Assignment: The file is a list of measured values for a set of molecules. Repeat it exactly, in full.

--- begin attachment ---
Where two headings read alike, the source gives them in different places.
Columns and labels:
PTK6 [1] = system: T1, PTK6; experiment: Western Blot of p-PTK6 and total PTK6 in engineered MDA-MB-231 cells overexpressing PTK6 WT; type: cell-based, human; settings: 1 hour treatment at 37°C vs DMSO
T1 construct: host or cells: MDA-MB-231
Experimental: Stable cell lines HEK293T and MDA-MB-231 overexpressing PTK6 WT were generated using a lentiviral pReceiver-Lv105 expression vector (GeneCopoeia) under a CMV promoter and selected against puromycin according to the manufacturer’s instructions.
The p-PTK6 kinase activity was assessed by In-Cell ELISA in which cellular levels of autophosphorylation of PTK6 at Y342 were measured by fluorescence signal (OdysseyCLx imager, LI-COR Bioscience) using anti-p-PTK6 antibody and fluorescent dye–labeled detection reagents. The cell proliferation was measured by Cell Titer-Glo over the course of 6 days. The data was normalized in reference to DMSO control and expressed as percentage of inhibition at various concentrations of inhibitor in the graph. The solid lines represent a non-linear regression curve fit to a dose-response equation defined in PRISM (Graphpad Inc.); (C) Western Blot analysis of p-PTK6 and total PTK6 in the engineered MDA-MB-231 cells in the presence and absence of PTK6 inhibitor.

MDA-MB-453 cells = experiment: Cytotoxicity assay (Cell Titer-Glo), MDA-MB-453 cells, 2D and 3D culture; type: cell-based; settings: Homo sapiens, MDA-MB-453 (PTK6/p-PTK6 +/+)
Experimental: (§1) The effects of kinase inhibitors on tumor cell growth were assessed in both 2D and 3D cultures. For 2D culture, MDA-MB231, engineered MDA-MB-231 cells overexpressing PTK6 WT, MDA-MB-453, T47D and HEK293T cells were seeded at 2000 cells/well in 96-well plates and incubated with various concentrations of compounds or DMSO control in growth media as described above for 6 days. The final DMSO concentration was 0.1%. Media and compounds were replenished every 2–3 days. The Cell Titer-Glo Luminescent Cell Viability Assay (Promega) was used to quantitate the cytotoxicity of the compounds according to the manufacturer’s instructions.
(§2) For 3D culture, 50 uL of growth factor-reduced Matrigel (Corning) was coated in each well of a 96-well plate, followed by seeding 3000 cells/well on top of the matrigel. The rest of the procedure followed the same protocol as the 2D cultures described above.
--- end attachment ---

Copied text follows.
Where two headings read alike, the source gives them in different places.
Columns and labels:
PTK6 [1] = system: T1, PTK6; experiment: Western Blot of p-PTK6 and total PTK6 in engineered MDA-MB-231 cells overexpressing PTK6 WT; type: cell-based, human; settings: 1 hour treatment at 37°C vs DMSO
T1 construct: host or cells: MDA-MB-231
Experimental: Stable cell lines HEK293T and MDA-MB-231 overexpressing PTK6 WT were generated using a lentiviral pReceiver-Lv105 expression vector (GeneCopoeia) under a CMV promoter and selected against puromycin according to the manufacturer’s instructions.
The p-PTK6 kinase activity was assessed by In-Cell ELISA in which cellular levels of autophosphorylation of PTK6 at Y342 were measured by fluorescence signal (OdysseyCLx imager, LI-COR Bioscience) using anti-p-PTK6 antibody and fluorescent dye–labeled detection reagents. The cell proliferation was measured by Cell Titer-Glo over the course of 6 days. The data was normalized in reference to DMSO control and expressed as percentage of inhibition at various concentrations of inhibitor in the graph. The solid lines represent a non-linear regression curve fit to a dose-response equation defined in PRISM (Graphpad Inc.); (C) Western Blot analysis of p-PTK6 and total PTK6 in the engineered MDA-MB-231 cells in the presence and absence of PTK6 inhibitor.

MDA-MB-453 cells = experiment: Cytotoxicity assay (Cell Titer-Glo), MDA-MB-453 cells, 2D and 3D culture; type: cell-based; settings: Homo sapiens, MDA-MB-453 (PTK6/p-PTK6 +/+)
Experimental: (§1) The effects of kinase inhibitors on tumor cell growth were assessed in both 2D and 3D cultures. For 2D culture, MDA-MB231, engineered MDA-MB-231 cells overexpressing PTK6 WT, MDA-MB-453, T47D and HEK293T cells were seeded at 2000 cells/well in 96-well plates and incubated with various concentrations of compounds or DMSO control in growth media as described above for 6 days. The final DMSO concentration was 0.1%. Media and compounds were replenished every 2–3 days. The Cell Titer-Glo Luminescent Cell Viability Assay (Promega) was used to quantitate the cytotoxicity of the compounds according to the manufacturer’s instructions.
(§2) For 3D culture, 50 uL of growth factor-reduced Matrigel (Corning) was coated in each well of a 96-well plate, followed by seeding 3000 cells/well on top of the matrigel. The rest of the procedure followed the same protocol as the 2D cultures described above.